South Carolina has the pieces on their roster to be a team that makes some noise in the SEC this season, but that is dependent on some of their most important players getting healthy.
Namely, junior Sindarius Thornwell and redshirt freshman TeMarcus Blanton, both of whom underwent surgery over the summer. Thornwell had a procedure done on his knees while Blanton underwent surgery on a dislocated hip, an injury that was similar to what Bo Jackson did that ended his career.
Blanton is ahead of schedule on his recovery, but both he and Thornwell are being held out of competition for now.
“[Blanton] was supposed to be doing the stuff he’s doing now in August, so he’s about two months ahead of schedule,” head coach Frank Martin told the Charleston Post and Courier. “As far as sprinting, running, cutting, jumping — he does everything in the weight room and conditioning and agilities when we’re on the court with the exception of competing. We’re not allowing him to get in live competition yet, neither him nor Sindarius. But they do everything else. We don’t need to overload them, either one. We don’t have a game next week.”
That same story also said that incoming freshman P.J. Dozier, a McDonald’s All-American, is working his way into shape. Keyword: working.
“He and the garbage can became best friends that first week [of practice],” Martin said. “Every time I turned around, his head was inside of it.”
Saturday’s win over No. 9 Iowa State gives South Carolina additional momentum entering SEC play
While there was little doubt that Frank Martin’s South Carolina Gamecocks have improved, with guards Ty Johnson, Sindarius Thornwell and Duane Notice leading the way, just how good they were was up for debate heading into Saturday’s game against No. 9 Iowa State in Brooklyn. The Gamecocks won six in a row prior to their matchup with the Cyclones, but outside of Oklahoma State none of those teams would be considered a serious threat to reach the NCAA tournament with one (Coker College) being a non-Division I program.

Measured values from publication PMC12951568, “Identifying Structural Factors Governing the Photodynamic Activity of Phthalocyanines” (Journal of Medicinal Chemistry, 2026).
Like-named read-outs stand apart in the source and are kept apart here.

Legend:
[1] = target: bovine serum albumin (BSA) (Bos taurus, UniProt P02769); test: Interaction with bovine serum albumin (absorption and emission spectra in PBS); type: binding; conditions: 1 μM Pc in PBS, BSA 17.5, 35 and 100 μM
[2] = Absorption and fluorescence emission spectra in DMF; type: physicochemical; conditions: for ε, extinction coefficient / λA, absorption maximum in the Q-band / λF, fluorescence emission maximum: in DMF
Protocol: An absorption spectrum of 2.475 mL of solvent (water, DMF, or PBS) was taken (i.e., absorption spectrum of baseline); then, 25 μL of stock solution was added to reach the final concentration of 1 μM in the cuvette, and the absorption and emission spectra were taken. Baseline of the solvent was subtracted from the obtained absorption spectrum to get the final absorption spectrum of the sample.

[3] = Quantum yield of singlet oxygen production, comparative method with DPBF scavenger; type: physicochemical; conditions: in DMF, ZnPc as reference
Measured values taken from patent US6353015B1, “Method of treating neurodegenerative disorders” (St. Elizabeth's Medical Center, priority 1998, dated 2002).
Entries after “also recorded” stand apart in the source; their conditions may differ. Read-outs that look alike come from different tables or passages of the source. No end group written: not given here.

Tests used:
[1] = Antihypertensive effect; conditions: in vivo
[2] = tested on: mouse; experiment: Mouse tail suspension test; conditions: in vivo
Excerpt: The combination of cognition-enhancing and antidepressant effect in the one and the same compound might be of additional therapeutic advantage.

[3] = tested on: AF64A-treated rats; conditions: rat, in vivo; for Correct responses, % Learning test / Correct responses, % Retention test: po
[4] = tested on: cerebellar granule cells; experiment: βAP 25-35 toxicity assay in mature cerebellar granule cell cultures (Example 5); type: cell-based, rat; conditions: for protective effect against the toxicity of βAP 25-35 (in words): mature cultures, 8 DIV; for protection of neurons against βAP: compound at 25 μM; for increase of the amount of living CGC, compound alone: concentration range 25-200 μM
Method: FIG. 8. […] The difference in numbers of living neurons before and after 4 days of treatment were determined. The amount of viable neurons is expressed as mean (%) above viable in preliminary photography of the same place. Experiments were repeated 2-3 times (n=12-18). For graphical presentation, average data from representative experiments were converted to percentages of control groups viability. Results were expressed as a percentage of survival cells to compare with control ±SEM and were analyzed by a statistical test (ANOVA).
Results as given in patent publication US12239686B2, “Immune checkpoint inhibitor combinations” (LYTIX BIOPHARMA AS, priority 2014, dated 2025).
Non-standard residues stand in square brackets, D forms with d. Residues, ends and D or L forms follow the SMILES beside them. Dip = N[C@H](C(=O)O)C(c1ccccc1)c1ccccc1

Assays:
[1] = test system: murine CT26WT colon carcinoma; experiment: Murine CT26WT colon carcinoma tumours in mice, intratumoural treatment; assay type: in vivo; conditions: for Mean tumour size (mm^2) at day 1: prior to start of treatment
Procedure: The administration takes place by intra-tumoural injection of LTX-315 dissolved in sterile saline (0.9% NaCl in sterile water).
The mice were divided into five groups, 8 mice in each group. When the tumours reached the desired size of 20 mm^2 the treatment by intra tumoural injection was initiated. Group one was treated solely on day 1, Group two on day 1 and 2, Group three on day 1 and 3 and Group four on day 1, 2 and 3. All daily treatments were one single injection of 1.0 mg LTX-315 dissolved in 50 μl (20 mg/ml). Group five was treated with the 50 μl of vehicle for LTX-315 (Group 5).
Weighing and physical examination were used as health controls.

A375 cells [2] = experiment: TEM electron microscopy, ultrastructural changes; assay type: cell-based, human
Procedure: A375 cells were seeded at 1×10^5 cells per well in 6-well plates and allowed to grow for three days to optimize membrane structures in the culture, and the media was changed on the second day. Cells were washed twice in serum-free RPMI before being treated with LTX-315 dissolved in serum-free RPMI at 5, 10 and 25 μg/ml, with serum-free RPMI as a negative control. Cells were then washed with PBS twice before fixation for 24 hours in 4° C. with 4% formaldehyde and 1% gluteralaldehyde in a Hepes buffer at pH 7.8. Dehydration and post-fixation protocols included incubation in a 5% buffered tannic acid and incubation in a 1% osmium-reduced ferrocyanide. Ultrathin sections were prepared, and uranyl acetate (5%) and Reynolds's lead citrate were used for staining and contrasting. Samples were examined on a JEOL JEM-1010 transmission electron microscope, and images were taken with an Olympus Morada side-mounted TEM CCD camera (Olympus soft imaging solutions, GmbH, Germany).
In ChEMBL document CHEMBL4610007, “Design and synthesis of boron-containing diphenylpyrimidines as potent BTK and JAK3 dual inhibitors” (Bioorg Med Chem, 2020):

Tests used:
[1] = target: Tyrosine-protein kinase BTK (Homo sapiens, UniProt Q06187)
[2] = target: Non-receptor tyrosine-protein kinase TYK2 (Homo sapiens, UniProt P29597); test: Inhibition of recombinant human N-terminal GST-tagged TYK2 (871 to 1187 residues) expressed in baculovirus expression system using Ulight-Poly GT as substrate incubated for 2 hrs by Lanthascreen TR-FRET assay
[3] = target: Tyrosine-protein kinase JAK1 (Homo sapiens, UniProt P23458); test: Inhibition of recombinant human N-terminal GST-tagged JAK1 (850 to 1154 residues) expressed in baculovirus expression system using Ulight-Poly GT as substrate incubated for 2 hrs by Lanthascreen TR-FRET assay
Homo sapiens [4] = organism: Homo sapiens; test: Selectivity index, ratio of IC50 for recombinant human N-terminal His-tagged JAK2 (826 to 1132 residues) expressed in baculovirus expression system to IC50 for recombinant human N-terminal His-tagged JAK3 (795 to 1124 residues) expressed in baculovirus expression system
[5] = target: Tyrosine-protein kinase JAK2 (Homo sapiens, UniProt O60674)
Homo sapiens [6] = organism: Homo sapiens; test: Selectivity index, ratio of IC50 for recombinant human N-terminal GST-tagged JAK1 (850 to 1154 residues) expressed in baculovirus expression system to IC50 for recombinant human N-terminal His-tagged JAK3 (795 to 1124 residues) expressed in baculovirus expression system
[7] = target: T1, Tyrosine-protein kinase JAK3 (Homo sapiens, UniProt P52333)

That’s what makes Saturday’s result, a 64-60 win over the Cyclones, so important for a program that was in search of a “signature win” that would serve as concrete evidence that they have improved.
Notice (six rebounds, four assists) led the way offensively for the Gamecocks with 15 points and Johnson (three assists) and Thornwell (eight rebounds) added 13 apiece, but the biggest story of the game was Iowa State’s inability to knock down perimeter shots. Entering Saturday’s game as one of the best shooting teams in the country (7th in field goal percentage), the Cyclones made just one of their 18 attempts with the lone make being provided by Naz Long with less than a minute remaining.
On the season Iowa State shot 36.5% from three and with credible threats such as Long, Bryce Dejean-Jones, and Georges Niang, when falling those shots open up everything else for the Cyclones. That didn’t happen against South Carolina, with the Gamecocks limiting the Cyclones to 46.2% shooting inside of the arc. By comparison, Iowa State entered the game shooting better than 60 percent from two.
Dustin Hogue and Jameel McKay scored 15 apiece for Iowa State, but Niang (ten points) made just three of his 13 attempts on the night. For that South Carolina deserves credit, and led by a perimeter trio that can cause problems for the opposition the Gamecocks will win games in the SEC.
Given who they’d beaten in the six games prior to Saturday’s win, it would have been tough for some to buy in and make that statement without a quality performance against Iowa State. The win gives Martin and his program added evidence that they are headed in the right direction, and Wednesday’s SEC opener against Florida represents another opportunity for the Gamecocks to make a positive statement.
The wing position in college basketball this season will be fun to keep track of. It can be argued that from a depth standpoint this is the strongest position for incoming freshmen, with two players expected to be NBA Draft lottery selections in the near future and others expected to have a significant impact on their team’s fortunes. But there are also skilled veterans among the ranks, including one who reached the Final Four last season and another whose team fell one win short of that goal. What’s the common bond amongst many of these players? Versatility, which allows them to impact games in multiple facets.
Below are some of the best wings in college basketball this season, beginning with a gifted freshman from the Pac-12.